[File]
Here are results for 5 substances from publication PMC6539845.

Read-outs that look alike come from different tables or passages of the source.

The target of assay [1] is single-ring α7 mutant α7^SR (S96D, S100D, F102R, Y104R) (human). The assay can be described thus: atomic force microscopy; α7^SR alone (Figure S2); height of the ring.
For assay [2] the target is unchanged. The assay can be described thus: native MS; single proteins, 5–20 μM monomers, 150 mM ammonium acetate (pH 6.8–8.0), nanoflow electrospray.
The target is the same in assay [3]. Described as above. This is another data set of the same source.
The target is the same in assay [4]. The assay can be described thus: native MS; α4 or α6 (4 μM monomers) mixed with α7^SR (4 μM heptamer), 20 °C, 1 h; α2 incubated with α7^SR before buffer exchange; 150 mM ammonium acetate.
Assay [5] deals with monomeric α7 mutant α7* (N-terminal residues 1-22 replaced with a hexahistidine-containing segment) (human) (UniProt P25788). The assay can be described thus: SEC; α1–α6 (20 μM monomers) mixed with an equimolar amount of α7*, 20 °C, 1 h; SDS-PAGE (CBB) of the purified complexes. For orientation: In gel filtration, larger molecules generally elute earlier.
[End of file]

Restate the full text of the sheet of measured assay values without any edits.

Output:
Here are results for 5 substances from publication PMC6539845.

Read-outs that look alike come from different tables or passages of the source.

The target of assay [1] is single-ring α7 mutant α7^SR (S96D, S100D, F102R, Y104R) (human). The assay can be described thus: atomic force microscopy; α7^SR alone (Figure S2); height of the ring.
For assay [2] the target is unchanged. The assay can be described thus: native MS; single proteins, 5–20 μM monomers, 150 mM ammonium acetate (pH 6.8–8.0), nanoflow electrospray.
The target is the same in assay [3]. Described as above. This is another data set of the same source.
The target is the same in assay [4]. The assay can be described thus: native MS; α4 or α6 (4 μM monomers) mixed with α7^SR (4 μM heptamer), 20 °C, 1 h; α2 incubated with α7^SR before buffer exchange; 150 mM ammonium acetate.
Assay [5] deals with monomeric α7 mutant α7* (N-terminal residues 1-22 replaced with a hexahistidine-containing segment) (human) (UniProt P25788). The assay can be described thus: SEC; α1–α6 (20 μM monomers) mixed with an equimolar amount of α7*, 20 °C, 1 h; SDS-PAGE (CBB) of the purified complexes. For orientation: In gel filtration, larger molecules generally elute earlier.